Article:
First, there is love of home, of the place we grew up in or the places, perhaps many, which have been our homes; and of all places fairly near these and fairly like them; love of old acquaintances, of familiar sights, sounds and smells.

Note that at its largest this is, for us, a love of England, Wales, Scotland, or Ulster. Only foreigners and politicians talk about “Britain.” Kipling’s “I do not love my empire’s foes” strikes a ludicrously false note.

My empire! With this love for the place there goes a love for the way of life; for beer and tea and open fires, trains with compartments in them and an unarmed police force and all the rest of it; for the local dialect and (a shade less) for our native language.

As Chesterton says, a man’s reasons for not wanting his country to be ruled by foreigners are very like his reasons for not wanting his house to be burned down; because he could not even begin to enumerate all the things he would miss.

It would be hard to find any legitimate point of view from which this feeling could be condemned. As the family offers us the first step beyond self-love, so this offers us the first step beyond family selfishness.

Of course it is not pure charity; it involves love of our neighbours in the local, not of our Neighbour, in the Dominical, sense. But those who do not love the fellow-villagers or fellow-townsmen whom they have seen are not likely to have got very far towards loving “Man” whom they have not.

All natural affections, including this, can become rivals to spiritual love: but they can also be preparatory imitations of it, training (so to speak) of the spiritual muscles which Grace may later put to a higher service; as women nurse dolls in childhood and later nurse children.

There may come an occasion for renouncing this love; pluck out your right eye. But you need to have an eye first.”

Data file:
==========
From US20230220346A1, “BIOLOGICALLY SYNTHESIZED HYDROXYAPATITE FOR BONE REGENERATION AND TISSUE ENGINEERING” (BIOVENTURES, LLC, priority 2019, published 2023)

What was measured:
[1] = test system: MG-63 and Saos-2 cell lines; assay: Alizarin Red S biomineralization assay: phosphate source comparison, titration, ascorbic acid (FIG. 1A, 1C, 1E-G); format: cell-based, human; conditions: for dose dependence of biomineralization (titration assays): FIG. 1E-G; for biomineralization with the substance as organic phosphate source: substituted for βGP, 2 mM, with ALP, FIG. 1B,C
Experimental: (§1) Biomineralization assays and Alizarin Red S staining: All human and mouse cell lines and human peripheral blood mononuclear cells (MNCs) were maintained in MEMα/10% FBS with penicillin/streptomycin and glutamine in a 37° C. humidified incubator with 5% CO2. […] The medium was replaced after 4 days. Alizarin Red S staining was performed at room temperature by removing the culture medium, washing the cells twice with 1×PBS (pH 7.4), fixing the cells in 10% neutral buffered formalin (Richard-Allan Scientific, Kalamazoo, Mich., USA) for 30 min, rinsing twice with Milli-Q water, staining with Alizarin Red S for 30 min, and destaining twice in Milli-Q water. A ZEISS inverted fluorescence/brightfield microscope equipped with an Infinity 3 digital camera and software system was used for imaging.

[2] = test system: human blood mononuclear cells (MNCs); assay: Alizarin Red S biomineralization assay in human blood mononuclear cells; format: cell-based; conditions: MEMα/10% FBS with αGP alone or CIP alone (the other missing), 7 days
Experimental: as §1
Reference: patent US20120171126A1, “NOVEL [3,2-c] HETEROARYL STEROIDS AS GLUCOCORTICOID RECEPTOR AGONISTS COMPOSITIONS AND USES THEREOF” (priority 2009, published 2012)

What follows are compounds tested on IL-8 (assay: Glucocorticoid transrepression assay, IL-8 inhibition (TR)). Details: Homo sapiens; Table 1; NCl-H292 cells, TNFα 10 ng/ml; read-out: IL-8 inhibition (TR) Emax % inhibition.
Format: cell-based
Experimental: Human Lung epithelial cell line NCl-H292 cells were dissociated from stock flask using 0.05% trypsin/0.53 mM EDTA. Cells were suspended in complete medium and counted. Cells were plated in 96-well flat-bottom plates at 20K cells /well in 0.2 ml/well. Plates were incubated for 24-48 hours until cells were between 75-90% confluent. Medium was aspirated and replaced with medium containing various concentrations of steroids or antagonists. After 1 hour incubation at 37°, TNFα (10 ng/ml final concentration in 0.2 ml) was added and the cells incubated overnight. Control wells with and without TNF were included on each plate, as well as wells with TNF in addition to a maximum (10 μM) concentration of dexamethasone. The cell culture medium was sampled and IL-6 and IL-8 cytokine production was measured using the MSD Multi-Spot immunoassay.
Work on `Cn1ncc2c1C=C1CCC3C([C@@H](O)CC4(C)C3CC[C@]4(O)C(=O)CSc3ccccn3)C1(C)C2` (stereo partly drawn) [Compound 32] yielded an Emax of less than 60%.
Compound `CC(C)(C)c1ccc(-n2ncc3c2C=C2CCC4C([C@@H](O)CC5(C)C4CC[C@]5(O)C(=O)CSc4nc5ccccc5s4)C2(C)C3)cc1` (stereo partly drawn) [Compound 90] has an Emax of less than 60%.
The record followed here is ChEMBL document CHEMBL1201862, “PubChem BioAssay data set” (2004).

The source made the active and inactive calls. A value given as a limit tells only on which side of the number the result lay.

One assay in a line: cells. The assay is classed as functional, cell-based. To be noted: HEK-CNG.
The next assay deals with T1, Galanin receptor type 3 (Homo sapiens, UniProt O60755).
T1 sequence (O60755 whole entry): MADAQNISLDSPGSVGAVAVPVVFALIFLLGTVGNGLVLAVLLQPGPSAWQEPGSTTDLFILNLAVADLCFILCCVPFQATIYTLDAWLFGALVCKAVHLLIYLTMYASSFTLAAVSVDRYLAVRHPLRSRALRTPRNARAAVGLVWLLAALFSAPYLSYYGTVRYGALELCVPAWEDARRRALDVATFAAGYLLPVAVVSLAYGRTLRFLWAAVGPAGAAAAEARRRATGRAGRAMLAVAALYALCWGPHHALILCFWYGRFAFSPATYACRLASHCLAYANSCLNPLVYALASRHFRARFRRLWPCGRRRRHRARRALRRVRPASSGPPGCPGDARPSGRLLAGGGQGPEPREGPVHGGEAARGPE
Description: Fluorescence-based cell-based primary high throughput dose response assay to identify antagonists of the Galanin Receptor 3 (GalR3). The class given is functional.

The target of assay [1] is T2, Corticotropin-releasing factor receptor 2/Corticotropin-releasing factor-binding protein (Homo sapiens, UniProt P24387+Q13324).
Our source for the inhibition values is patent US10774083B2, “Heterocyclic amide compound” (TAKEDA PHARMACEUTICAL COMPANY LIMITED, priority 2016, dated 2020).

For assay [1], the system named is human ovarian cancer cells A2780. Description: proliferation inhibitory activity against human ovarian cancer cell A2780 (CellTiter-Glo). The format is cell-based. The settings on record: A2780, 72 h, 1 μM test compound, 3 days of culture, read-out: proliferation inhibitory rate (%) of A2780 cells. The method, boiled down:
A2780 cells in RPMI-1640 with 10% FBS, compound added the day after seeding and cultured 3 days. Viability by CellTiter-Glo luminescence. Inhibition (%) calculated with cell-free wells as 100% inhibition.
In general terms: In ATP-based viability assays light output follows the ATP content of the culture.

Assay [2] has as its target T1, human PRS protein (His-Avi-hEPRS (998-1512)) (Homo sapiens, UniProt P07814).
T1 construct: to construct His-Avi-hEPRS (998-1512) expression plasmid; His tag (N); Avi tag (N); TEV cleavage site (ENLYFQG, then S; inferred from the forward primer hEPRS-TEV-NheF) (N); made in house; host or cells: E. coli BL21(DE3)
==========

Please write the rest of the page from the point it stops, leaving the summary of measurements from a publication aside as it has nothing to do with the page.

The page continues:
–C.S. Lewis, The Four Loves (New York: Harcourt Brace & Company, 1960/1988), 22-24.

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“To the best of my powers I will persuade all men to worship Father, Son, and Holy Spirit” by Gregory of Nazianzus

“To the best of my powers I will persuade all men to worship Father, Son, and Holy Spirit as the single Godhead and power, because to Him belong all glory, honor, and might for ever and ever. Amen.”

–Gregory of Nazianzus, On God and Christ: The Five Theological Orations and Two Letters to Cledonius (ed. John Behr; trans. Frederick Williams and Lionel Wickham; Popular Patristics Series; Crestwood, NY: St Vladimir’s Seminary Press, 2002), 143.

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“The four prime things that should be first and most studied and searched” by Thomas Brooks

“Beloved in our dearest Lord, Christ, the Scripture, your own hearts, and Satan’s devices, are the four prime things that should be first and most studied and searched.

If any cast off the study of these, they cannot be safe here, nor happy hereafter.